By Richard Gray, Science Correspondent
Children with Attention Deficit Hyperactivity Disorder have problems processing emotional memories while they are sleeping, according to research by scientists.
The findings help to shed light on some of the underlying causes of the disorder, which leaves children unable to focus and more prone to impulsive behaviour.
The researchers found that children with ADHD suffered disruptive brainwave patterns in areas of the brain related to memory as they slept when compared to healthy children.
They were poorer at recalling images with emotional connotations, such as a picture of a scary animal, the day after they had been shown them.
The scientists say these problems in processing emotional memories could exacerbate the emotional and behavioural problems that occur in children with ADHD.
“Due to a lack of reorganisation of emotional content in children with ADHD, one can assume that emotional problems during the daytime are amplified by dysfunctional sleep,” said Dr Alexander Prehn-Kristensen, who led the study at the department of child and adolescent psychiatry at the Christian Albrechts University in Keil, Germany.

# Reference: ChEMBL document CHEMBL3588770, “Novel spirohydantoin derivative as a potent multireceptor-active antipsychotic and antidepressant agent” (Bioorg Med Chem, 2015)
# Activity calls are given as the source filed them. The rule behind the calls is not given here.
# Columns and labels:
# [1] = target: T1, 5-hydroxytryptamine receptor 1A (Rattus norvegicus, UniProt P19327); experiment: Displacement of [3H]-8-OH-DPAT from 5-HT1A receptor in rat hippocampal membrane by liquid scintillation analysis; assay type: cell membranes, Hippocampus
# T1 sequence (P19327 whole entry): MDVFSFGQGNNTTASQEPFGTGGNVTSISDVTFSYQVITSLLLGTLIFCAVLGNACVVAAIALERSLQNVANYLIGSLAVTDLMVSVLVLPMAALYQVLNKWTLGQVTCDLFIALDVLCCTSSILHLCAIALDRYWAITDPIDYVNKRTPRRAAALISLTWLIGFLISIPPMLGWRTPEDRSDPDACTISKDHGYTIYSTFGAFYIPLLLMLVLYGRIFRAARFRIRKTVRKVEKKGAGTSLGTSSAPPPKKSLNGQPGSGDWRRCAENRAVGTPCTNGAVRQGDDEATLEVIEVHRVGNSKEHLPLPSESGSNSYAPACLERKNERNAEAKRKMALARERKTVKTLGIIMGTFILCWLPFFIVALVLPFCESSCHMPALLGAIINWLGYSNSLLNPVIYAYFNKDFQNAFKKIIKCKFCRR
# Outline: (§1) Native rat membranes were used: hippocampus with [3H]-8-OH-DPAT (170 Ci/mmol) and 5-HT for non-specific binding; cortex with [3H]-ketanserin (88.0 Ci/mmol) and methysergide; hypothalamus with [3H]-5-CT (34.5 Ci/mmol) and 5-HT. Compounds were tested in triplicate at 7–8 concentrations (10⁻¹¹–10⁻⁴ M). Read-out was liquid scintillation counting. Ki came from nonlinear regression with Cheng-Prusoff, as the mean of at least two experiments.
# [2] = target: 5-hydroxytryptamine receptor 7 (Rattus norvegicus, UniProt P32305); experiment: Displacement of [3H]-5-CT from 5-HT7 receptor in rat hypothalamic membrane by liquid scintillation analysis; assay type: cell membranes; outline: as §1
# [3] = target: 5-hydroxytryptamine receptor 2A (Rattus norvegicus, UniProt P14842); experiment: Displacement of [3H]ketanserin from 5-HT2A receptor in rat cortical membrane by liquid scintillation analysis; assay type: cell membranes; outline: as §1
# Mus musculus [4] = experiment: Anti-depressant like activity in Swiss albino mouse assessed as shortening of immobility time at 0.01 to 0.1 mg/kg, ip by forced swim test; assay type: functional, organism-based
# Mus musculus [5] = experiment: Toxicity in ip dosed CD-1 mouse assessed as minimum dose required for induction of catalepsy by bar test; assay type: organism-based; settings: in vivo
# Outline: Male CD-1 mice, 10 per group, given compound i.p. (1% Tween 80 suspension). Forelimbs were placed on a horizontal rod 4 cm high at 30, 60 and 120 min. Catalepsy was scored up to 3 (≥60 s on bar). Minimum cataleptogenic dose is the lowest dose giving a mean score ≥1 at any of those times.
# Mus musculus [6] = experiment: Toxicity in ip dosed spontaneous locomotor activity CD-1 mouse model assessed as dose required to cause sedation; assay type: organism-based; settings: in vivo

She added that the inability to process memories with emotions attached to them properly may help to explain why patients with ADHD are more prone to risky behaviour.
She said: “Epidemiological reports have revealed that patients with ADHD are more likely to display risky behaviour and are less affected in their behaviour by negative experiences.”
The researchers, whose work is published in the journal Public Library of Science One, studied assessed the brain patterns and memories of 16 healthy children and 16 children with ADHD and 20 healthy adults for the study.
Sleep disorders are often associated with ADHD and could explain some of the problems forming memories, but the scientists said they found little difference in the quality of sleep in the patients compared to healthy children in their study.
It is estimated that around two to five per cent of school aged children suffer from ADHD and it is the most common behavioural disorder in the UK.
There is currently no treatment for ADHD but patients are given mediation such as the stimulant Ritalin to control their behaviour. The drug is also used to treat narcolepysy, an uncontrollable desire to sleep.